• Non rival: there is no destruction in ths usage,
    • Non exclusive: it is complicated to prevent a third party from using it.

Would it be a property of digital data to be copiable? In 2008, Paul Krugman (Nobel Price of Economics in 2008) published a theory in the New York Times that confirms these caracteristics “Bit by bit, everything that can be digitized will be digitized, making intellectual property ever easier to copy and ever harder to sell for more than a nominal price. And we’ll have to find business and economic models that take this reality into account”.

It is then interesting to recall the legitimity of copyright and public domain, and Victor Hugo’s point of view: “The book, as book, belongs to the writer, but as thought, it belongs — the word is not too vast — to the human kind. All minds are eligible. If one of the two rights, the right of the writer and the right of the human mind had to be sacrificed, it would, of course, be the right of the writer, because the public interest our only concern, and all must pass before me”.  Isn’t it obvious that since our earliest childhood, we learn by imitating.  Whether it be our parents, idols, teachers, knowledge, … Learning by imitation is innate us, and it is this promoting of the transmission of knowledge that allowed us to turn a tree in an office chair in only a few million years.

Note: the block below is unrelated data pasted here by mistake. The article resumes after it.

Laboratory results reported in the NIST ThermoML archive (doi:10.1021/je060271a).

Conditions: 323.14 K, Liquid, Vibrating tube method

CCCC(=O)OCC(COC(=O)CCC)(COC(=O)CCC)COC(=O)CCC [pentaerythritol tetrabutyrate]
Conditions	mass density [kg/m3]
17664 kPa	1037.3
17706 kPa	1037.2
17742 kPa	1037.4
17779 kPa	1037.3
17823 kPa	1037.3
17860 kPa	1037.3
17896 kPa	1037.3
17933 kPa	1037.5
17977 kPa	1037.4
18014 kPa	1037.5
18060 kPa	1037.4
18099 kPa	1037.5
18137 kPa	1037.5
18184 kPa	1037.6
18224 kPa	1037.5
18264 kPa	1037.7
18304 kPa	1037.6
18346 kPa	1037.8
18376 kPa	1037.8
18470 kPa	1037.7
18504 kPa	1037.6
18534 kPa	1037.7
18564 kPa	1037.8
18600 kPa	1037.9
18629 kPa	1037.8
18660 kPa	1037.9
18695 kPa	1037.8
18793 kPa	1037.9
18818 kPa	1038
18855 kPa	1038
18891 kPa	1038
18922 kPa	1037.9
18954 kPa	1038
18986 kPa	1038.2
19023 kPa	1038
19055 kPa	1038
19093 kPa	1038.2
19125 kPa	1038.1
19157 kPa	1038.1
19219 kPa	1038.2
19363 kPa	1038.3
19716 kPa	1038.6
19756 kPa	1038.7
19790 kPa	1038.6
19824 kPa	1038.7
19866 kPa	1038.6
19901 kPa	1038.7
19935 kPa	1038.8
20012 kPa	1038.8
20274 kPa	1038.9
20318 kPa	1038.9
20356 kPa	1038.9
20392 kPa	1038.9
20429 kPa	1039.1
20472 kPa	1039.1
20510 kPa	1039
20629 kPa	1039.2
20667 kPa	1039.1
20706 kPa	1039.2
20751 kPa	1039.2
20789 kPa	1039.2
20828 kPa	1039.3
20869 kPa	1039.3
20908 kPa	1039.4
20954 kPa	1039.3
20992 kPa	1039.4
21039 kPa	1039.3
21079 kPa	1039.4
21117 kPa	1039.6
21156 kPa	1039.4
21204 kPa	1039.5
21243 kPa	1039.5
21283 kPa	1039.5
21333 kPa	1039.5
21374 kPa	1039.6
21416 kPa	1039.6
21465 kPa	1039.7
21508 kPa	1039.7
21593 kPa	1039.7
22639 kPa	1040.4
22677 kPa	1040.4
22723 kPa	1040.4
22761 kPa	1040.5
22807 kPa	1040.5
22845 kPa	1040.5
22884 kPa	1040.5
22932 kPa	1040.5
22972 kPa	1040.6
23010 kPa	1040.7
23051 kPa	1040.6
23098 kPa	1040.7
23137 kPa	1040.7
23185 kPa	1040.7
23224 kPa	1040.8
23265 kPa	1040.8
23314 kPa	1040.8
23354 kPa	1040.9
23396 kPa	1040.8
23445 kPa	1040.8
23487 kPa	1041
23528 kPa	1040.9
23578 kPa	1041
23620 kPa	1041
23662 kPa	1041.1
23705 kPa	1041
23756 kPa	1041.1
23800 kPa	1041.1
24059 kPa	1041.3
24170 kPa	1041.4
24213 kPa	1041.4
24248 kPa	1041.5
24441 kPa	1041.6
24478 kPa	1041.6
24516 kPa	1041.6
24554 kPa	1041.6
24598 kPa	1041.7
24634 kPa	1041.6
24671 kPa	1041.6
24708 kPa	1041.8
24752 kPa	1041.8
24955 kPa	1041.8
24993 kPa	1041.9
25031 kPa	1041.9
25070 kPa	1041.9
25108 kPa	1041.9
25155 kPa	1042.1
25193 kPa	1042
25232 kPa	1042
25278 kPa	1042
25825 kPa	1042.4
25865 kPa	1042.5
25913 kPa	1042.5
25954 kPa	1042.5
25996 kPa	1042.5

MegaUpload’s takedown is just on time, because if it is not directly related to these new law projects, this example shows us two realities (we won’t discuss the eventual guiltiness of the parties):

  • The existing legal weapons in favor of the protection of IP is effective and sufficient.
  • A few thousand users not respecting the conditions of a free of use service lead to the takedown of said service, including for the many businesses and communities that where using the service for legitimate purpose. Imagine what would have happened if MegaUpload would’ve been hosted at Amazon!